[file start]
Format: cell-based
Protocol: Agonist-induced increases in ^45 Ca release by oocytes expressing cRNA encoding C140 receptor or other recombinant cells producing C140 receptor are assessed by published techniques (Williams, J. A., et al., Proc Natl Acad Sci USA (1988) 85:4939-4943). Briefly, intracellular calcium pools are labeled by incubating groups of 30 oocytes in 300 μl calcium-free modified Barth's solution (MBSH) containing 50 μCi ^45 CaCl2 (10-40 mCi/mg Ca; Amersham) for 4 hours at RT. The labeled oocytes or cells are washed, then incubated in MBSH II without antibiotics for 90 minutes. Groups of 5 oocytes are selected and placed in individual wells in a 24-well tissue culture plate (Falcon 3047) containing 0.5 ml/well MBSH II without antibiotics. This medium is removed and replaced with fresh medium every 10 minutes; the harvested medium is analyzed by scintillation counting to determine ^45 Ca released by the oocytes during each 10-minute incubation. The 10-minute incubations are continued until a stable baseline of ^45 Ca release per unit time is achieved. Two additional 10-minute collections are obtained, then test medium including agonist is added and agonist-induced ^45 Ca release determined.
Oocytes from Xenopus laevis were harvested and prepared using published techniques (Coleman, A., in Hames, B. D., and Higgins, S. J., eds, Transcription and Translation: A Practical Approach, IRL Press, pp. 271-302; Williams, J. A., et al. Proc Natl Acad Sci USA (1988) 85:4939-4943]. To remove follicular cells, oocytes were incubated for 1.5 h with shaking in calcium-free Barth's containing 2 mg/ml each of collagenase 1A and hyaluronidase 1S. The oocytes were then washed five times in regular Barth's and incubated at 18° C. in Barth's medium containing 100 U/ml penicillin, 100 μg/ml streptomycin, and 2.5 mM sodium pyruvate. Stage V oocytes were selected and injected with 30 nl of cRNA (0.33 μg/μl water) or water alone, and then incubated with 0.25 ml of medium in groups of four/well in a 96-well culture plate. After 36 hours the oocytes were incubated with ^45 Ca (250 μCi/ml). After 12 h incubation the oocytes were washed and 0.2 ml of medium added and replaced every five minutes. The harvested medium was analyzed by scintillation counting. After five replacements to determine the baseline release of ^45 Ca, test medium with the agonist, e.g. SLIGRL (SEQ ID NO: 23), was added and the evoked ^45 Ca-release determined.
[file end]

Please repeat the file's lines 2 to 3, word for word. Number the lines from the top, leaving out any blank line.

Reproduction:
Protocol: Agonist-induced increases in ^45 Ca release by oocytes expressing cRNA encoding C140 receptor or other recombinant cells producing C140 receptor are assessed by published techniques (Williams, J. A., et al., Proc Natl Acad Sci USA (1988) 85:4939-4943). Briefly, intracellular calcium pools are labeled by incubating groups of 30 oocytes in 300 μl calcium-free modified Barth's solution (MBSH) containing 50 μCi ^45 CaCl2 (10-40 mCi/mg Ca; Amersham) for 4 hours at RT. The labeled oocytes or cells are washed, then incubated in MBSH II without antibiotics for 90 minutes. Groups of 5 oocytes are selected and placed in individual wells in a 24-well tissue culture plate (Falcon 3047) containing 0.5 ml/well MBSH II without antibiotics. This medium is removed and replaced with fresh medium every 10 minutes; the harvested medium is analyzed by scintillation counting to determine ^45 Ca released by the oocytes during each 10-minute incubation. The 10-minute incubations are continued until a stable baseline of ^45 Ca release per unit time is achieved. Two additional 10-minute collections are obtained, then test medium including agonist is added and agonist-induced ^45 Ca release determined.
Oocytes from Xenopus laevis were harvested and prepared using published techniques (Coleman, A., in Hames, B. D., and Higgins, S. J., eds, Transcription and Translation: A Practical Approach, IRL Press, pp. 271-302; Williams, J. A., et al. Proc Natl Acad Sci USA (1988) 85:4939-4943]. To remove follicular cells, oocytes were incubated for 1.5 h with shaking in calcium-free Barth's containing 2 mg/ml each of collagenase 1A and hyaluronidase 1S. The oocytes were then washed five times in regular Barth's and incubated at 18° C. in Barth's medium containing 100 U/ml penicillin, 100 μg/ml streptomycin, and 2.5 mM sodium pyruvate. Stage V oocytes were selected and injected with 30 nl of cRNA (0.33 μg/μl water) or water alone, and then incubated with 0.25 ml of medium in groups of four/well in a 96-well culture plate. After 36 hours the oocytes were incubated with ^45 Ca (250 μCi/ml). After 12 h incubation the oocytes were washed and 0.2 ml of medium added and replaced every five minutes. The harvested medium was analyzed by scintillation counting. After five replacements to determine the baseline release of ^45 Ca, test medium with the agonist, e.g. SLIGRL (SEQ ID NO: 23), was added and the evoked ^45 Ca-release determined.